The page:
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As a father/daughter relationship of the 1930s, the relatioship of Atticus and Scout is very unconventional. First of all, Jean-Louise is called "Scout" and is allowed to wear overalls at a time when little girls wore dresses almost all of the time. Then, too, Scout addresses her father by his first name, an action that in the 1930s would have been considered the height of disrespect. Another unconventional aspect to the relatioship is that Scout does not feel that any topic is taboo; she unabashedly asks her father about rape or being a "nigger-lover," etc. Thus, the father/daughter relationship of Atticus and Scout is truly avant-garde, just as avant-garde as Atticus's views on black people and poor people and other social pariahs in the town.
Transcending all these uncoventionalisms of their relatioship, is the deep love and respect that Atticus and Scout have for each other. For, Atticus always listens to his daughter and teaches her in a kind manner, never derogating her. For example, when she asks about his being a "nigger-lover," he simply answers, "Don't say that. It's common" [common meaning lower-class] When Scout recounts the proceedings of the trial, she proudly relates the acute insight of Atticus:
Atticus sometimes said that one way to tell whether a witness was lying or telling the truth was to listen rather than watch: I applied his test....
Loving child and loving father, Scout and Atticus are also good friends who can talk freely to one another.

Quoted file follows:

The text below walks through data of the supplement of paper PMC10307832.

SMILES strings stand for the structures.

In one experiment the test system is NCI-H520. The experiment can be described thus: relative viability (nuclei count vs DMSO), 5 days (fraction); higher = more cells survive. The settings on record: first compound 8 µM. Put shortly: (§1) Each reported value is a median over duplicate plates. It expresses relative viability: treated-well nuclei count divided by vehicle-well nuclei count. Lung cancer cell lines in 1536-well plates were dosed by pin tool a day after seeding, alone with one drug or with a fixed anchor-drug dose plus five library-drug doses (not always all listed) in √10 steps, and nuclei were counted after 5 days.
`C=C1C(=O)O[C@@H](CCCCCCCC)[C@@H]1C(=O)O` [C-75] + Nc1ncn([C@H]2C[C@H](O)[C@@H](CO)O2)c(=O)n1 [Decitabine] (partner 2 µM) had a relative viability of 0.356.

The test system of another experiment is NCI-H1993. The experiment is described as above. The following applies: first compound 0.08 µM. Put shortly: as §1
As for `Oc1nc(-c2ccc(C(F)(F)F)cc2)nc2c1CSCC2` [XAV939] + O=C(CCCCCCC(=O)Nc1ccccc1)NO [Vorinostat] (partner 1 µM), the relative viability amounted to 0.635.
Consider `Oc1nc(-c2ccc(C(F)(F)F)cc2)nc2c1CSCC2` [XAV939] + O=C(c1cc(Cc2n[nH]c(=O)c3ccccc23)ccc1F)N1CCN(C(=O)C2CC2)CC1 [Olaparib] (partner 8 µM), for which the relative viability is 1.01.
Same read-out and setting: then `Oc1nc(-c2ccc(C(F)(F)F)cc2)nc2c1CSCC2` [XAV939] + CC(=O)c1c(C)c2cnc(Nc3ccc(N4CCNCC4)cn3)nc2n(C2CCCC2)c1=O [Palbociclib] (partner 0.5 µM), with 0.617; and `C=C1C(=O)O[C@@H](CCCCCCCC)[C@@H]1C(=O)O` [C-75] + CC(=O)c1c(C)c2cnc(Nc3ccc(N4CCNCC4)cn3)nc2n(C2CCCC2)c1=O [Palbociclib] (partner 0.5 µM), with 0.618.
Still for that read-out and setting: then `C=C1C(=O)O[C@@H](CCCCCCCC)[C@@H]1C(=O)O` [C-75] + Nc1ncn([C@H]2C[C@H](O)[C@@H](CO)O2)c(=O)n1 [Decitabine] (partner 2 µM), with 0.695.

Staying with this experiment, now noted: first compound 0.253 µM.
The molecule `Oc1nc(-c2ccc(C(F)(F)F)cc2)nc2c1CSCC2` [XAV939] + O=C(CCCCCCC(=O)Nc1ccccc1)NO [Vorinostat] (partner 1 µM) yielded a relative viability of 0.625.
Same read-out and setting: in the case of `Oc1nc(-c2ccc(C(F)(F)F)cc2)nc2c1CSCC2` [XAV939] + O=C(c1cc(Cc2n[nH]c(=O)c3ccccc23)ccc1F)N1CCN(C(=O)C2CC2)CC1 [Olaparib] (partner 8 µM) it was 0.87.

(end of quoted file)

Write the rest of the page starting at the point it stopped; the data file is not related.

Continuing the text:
Other than the obvious parent-child relationship, I think their relationship can be described in a variety of ways.
Understanding - Atticus realizes that Scout feels certain ways and lets her continue in them.
Compromising - When Scout struggles in school with reading (because Miss Caroline wants to fix her reading) Atticus agrees that they can keep reading at home, Miss Caroline just doesn't need to know about it.
Disciplining - Atticus doesn't let the kids get away with making fun of the Radleys and he requires Scout not to fight. She respectfully complies.
Adult-like - Atticus doesn't hide from the tough issues with his daughter. When she asks what rape is as an 8 year-old, he tells her plainly that it is carnal knowledge of a woman by force and without consent. He uses this language I think because it will satisfy her curiosity but the vocabulary might trip her up enough that she doesn't ask anything more.
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